Augmented Reality means adding augmentation to your view of reality – such as a heads up display that tells you which direction you’re facing, or a PlayStation EyePet who responds to being kicked or petted even though he doesn’t exist in the real world. Magic Leap and Google Glass are examples of augmented reality. As is Wikitude or LayAR. Scanning reality to figure out what’s in reality, such as scanning a QR code or other symbol, does not make it augmented reality, unless you then use the information gleaned from the scanning to add a layer over reality that complements what you just scanned. Mobile Medic is not really augmented reality, as the view on the phone does not include any element of reality.
All software development takes a long time
Of the following activities, software development ones have the longest lead time. The absolute minimum viable time for a software project of any substance to be done to sufficient quality is 6 weeks. Most campaign work can be expected to take 2 to 3 months. Most enterprise grade work will take 6 to 18 months.
In order of increasing complexity, cost and duration.
Print ads
Web banner ads
Email newsletters
Campaign websites
TV commercials
Enterprise website builds

Beginner’s guide search ranking tips – or – how to do better on Google for small businesses

If you only do a few things to ensure your website is set up properly for indexing by Google and other search engines, if you’re a small business that doesn’t have time or money to invest in trying to get top 10 rankings for all relevant keywords all around the world, but just want to make sure local customers can find you, then you should check that you’re even showing up on Google at all – at the very least you should appear on the first page of results when you include your exact website name and perhaps your location or brand name or other content that you know is on your website in your search keywords.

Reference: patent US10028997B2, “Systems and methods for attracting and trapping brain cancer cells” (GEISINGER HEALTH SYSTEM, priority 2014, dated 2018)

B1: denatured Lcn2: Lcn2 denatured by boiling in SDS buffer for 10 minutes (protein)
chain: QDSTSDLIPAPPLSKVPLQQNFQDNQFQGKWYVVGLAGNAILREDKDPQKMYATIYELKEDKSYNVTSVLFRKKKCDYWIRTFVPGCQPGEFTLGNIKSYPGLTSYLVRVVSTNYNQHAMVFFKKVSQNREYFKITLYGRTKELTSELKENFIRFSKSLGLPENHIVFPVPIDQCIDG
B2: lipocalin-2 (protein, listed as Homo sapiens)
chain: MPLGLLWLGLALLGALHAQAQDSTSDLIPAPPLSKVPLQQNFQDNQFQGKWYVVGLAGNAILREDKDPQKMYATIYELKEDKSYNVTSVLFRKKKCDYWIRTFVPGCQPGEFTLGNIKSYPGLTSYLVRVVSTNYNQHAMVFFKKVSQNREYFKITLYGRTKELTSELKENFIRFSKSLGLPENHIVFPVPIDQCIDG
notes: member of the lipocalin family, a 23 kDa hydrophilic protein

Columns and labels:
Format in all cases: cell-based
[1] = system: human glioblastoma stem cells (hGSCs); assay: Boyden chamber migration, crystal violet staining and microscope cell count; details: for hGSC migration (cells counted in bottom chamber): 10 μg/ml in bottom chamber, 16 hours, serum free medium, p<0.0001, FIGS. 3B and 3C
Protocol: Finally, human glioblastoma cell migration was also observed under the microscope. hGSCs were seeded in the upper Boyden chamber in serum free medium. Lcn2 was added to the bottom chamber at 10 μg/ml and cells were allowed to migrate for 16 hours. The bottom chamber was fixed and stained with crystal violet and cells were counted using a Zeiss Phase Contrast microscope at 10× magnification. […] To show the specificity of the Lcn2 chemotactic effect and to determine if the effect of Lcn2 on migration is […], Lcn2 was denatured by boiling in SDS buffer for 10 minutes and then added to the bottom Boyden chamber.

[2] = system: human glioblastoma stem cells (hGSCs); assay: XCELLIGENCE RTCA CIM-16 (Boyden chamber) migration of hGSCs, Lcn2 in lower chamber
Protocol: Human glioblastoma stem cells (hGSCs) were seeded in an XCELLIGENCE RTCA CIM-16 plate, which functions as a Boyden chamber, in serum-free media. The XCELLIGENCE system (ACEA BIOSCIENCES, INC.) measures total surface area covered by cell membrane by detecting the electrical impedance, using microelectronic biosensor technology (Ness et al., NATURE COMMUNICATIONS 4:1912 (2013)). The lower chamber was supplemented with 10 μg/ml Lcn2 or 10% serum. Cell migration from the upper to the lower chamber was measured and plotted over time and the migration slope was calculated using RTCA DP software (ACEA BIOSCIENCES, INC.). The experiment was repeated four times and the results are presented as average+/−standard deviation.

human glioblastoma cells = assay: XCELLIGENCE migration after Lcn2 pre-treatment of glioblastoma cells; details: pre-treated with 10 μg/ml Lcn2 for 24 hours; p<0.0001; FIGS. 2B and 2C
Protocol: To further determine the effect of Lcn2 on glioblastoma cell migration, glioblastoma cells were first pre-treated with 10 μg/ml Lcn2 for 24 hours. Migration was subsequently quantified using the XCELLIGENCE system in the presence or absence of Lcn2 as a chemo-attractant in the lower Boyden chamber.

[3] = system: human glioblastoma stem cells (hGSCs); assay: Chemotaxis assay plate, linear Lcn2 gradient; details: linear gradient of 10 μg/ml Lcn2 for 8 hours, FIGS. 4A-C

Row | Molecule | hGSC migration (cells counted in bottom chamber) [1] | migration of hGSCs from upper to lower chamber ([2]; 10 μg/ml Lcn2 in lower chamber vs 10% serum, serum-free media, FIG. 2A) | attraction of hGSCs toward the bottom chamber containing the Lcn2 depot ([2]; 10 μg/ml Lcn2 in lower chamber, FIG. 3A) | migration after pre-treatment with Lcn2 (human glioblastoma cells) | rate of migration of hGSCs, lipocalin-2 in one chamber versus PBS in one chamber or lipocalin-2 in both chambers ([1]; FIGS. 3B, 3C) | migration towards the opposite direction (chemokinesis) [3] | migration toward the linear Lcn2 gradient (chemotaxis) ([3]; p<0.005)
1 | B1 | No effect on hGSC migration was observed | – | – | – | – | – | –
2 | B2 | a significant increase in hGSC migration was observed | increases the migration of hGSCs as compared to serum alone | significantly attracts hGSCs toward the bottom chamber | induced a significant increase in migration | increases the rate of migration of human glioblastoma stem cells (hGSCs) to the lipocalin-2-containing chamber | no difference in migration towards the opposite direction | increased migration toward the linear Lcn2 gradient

If you don’t appear at all, or don’t appear for searches about what you offer, in the location that you offer them, then you should at least do these simple things as a bare minimum:

1 – Use the Page Title to describe what the page is about

One of the most effective ways you can get a good search ranking on Google is using the page title. A website is made up of web pages. And a web page is like a Word document. It has text that makes up the body of the page, which might be styled in different ways like Bold and Italic, and may have some pictures or diagrams in. But it also has a name – like how a Word document has a filename on your disk – and it has some other properties that you don’t see on the page but are hidden away and only the computer (and other computers on the internet) can see them. These properties are written into the document’s HTML, but if you use a website editing tool to make your web page you might not be able to see them directly.

The name of the web page is the part of the web address that comes after the second / symbol – such as

If the web page doesn’t have a name there at all, it’s because it is the index page, or home page, which is shown if the visitor goes to your web address without adding a web page name into the address.

When Google’s automatic indexing computers are looking at your website, they will use the website name, the page name, and the page title as the main hints as to what the page is about.

So make sure when you choose your website name, when you pick names for the individual web pages, and when you give a page its title, that you make this very clear and explanatory.

For example with a page title set to “My first web page” doesn’t tell Google anything useful about what you do and what your website is about.

A much better example would be with a page title of “Best tree surgeon in Ealing, west London, England. Call now on 02071112222

2 – Use Headings intelligently